Rich Tucker

This is a local problem as well. The town of Herndon, Va. is inundated with day laborers. They gather at a convenience store and wait for employers to offer them jobs. The town, resigned to the idea that it can’t prevent the workers from gathering, is considering whether to set aside a designated gathering place. “Our choice is between having a regulated site and an unregulated site,” Mayor Michael L. O'Reilly told The Washington Post. “Given those options, I’m in favor of a regulated site.”

The paper noted that, “an unknown number of [the day laborers] are in the country illegally.” But the only reason we don’t know how many of those waiting for jobs are illegals is because we haven’t checked.

Here’s a simple solution: Local police should take note of the license plate number every time a car picks up day laborers. Pass that information along to the IRS to see if the driver filed 1099 forms for the laborers he hired. The attraction of hiring day laborers is that employers can pay them cash. No questions asked, no forms filed.

But federal law requires that employers collect Social Security taxes on everyone they employ. Crack down on the employers, force them to check for Social Security numbers, and you’ll drastically cut down on the number of illegal immigrants getting jobs.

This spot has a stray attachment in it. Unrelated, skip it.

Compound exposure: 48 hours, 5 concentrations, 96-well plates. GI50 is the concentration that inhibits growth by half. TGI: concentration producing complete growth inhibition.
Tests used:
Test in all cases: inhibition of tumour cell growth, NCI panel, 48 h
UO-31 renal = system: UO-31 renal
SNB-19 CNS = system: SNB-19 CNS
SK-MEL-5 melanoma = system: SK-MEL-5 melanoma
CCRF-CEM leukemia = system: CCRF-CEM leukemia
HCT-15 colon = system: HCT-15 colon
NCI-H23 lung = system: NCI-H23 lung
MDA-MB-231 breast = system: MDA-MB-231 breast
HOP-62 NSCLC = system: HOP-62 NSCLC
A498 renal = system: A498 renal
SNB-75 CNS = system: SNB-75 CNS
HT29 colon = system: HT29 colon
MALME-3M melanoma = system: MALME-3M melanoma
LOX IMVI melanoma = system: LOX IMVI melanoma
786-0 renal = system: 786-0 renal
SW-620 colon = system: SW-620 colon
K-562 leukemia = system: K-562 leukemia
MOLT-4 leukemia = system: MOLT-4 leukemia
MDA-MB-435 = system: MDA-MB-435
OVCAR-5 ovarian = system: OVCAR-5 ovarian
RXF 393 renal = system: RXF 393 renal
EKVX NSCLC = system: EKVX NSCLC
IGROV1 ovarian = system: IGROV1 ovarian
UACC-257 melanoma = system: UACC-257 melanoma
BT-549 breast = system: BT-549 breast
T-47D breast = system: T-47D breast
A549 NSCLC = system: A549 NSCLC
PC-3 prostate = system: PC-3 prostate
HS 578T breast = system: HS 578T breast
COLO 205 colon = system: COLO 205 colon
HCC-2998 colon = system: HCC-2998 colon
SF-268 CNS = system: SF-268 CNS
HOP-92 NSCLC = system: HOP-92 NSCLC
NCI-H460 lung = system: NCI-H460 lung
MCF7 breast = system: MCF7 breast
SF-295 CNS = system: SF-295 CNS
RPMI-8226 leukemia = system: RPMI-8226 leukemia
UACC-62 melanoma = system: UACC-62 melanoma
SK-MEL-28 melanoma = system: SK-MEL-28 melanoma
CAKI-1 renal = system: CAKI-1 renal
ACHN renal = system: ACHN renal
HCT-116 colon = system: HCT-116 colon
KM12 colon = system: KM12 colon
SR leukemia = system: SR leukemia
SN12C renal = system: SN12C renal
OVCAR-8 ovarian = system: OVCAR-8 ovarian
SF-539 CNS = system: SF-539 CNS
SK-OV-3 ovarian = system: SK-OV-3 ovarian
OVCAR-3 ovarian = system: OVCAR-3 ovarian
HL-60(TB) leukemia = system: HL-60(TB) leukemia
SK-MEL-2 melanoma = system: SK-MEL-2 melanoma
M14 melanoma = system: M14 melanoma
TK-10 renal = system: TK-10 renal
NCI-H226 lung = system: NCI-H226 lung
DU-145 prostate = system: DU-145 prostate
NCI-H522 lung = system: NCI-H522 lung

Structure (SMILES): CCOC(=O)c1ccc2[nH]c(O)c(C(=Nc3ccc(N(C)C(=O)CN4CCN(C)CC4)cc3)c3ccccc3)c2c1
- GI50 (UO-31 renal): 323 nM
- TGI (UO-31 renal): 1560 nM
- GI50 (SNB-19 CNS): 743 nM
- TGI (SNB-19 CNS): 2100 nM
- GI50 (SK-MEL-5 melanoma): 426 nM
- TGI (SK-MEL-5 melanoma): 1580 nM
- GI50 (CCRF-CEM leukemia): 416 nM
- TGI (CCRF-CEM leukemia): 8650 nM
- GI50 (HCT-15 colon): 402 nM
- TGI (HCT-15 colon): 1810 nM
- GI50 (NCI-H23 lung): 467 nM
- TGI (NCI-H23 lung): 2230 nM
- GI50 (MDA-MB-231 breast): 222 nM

“This country has a great Constitution. It’s supposed to be justice for all. Some people think it’s just justice for them,” Lucio Escobar, a 47-year-old Herndon resident who immigrated from El Salvador 30 years ago, told the Post.

 Well, the Constitution does guarantee justice for all -- all U.S. citizens. It’s time for Congress to get serious about protecting our borders and cracking down on illegal immigration. Until lawmakers do that, their discussions about protecting the Constitution will amount to little more than hot air.

Rich Tucker

Rich Tucker is a communications professional and a columnist for